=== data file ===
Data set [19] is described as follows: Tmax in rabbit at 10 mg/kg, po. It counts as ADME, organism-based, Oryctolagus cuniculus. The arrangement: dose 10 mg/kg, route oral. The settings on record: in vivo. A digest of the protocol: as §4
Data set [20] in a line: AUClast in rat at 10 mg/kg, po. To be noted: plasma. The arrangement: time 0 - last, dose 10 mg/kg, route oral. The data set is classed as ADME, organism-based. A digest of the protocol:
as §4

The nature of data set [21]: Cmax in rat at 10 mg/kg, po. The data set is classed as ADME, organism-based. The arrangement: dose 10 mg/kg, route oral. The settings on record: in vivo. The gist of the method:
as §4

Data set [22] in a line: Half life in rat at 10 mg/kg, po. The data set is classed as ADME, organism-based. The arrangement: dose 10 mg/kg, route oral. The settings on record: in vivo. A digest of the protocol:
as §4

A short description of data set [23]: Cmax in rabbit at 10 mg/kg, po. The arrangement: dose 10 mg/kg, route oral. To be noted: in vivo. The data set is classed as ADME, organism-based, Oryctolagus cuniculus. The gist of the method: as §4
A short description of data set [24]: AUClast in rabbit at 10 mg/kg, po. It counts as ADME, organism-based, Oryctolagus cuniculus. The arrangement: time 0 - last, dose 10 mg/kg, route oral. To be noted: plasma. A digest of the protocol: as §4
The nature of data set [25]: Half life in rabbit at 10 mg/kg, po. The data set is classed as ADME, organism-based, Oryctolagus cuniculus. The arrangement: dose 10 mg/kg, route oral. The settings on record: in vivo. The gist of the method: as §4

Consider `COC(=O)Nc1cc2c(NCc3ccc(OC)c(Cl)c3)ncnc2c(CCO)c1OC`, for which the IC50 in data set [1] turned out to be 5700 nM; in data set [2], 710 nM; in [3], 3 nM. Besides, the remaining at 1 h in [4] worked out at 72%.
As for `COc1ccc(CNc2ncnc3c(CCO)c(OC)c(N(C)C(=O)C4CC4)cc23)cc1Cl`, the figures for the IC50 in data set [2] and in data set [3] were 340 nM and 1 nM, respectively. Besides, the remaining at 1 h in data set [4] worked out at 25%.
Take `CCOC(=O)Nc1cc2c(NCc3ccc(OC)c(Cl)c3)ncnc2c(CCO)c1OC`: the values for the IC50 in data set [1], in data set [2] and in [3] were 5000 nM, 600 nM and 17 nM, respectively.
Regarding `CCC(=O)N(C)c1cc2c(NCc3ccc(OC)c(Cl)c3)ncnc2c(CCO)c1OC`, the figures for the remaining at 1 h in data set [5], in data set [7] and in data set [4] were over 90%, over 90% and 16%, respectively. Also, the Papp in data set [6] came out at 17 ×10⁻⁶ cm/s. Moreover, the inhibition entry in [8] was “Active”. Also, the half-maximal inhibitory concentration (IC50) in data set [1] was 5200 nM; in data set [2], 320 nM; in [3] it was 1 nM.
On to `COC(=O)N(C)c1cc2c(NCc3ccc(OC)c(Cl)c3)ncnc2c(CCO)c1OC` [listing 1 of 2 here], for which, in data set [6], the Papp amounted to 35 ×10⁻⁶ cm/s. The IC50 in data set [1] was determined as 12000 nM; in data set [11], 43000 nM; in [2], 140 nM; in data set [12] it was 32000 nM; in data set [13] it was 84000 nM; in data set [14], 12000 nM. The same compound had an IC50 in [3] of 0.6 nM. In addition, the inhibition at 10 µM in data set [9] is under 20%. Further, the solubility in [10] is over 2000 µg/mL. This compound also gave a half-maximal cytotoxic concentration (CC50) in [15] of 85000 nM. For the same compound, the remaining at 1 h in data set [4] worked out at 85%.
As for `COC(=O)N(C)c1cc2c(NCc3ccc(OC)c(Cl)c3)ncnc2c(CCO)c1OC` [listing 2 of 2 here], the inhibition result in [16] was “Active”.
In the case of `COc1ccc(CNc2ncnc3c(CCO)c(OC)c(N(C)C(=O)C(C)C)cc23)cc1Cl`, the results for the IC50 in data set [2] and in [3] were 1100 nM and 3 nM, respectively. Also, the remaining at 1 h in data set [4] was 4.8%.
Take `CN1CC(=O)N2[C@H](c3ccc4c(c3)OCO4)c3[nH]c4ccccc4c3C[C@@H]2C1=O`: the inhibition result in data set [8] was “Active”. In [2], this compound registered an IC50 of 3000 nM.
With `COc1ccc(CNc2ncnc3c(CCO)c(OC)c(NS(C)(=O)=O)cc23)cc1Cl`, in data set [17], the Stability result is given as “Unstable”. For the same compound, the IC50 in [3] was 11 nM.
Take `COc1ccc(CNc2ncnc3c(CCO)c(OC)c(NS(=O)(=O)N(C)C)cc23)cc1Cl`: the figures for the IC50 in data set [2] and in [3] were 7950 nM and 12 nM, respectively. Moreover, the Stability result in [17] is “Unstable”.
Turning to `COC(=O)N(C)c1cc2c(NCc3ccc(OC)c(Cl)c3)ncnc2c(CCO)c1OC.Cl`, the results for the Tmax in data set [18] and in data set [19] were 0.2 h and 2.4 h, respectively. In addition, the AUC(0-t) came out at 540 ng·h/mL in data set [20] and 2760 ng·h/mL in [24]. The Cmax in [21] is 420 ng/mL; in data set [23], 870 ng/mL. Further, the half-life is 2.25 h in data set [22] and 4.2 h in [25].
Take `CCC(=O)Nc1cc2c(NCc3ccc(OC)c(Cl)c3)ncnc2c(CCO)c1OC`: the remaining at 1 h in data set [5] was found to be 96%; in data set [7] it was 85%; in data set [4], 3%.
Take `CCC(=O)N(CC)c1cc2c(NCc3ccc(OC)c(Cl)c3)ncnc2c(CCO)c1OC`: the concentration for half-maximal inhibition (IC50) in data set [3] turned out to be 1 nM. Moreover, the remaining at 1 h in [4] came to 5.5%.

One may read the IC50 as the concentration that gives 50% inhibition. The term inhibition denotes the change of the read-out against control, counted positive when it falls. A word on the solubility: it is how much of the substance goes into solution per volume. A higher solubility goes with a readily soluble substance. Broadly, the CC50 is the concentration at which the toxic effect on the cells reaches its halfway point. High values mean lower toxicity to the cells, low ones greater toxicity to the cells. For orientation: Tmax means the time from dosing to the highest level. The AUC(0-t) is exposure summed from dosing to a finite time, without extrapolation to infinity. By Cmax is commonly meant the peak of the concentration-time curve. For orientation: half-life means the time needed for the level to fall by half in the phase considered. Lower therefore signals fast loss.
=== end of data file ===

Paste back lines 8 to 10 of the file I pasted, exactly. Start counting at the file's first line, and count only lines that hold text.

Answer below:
A short description of data set [23]: Cmax in rabbit at 10 mg/kg, po. The arrangement: dose 10 mg/kg, route oral. To be noted: in vivo. The data set is classed as ADME, organism-based, Oryctolagus cuniculus. The gist of the method: as §4
A short description of data set [24]: AUClast in rabbit at 10 mg/kg, po. It counts as ADME, organism-based, Oryctolagus cuniculus. The arrangement: time 0 - last, dose 10 mg/kg, route oral. To be noted: plasma. A digest of the protocol: as §4
The nature of data set [25]: Half life in rabbit at 10 mg/kg, po. The data set is classed as ADME, organism-based, Oryctolagus cuniculus. The arrangement: dose 10 mg/kg, route oral. The settings on record: in vivo. The gist of the method: as §4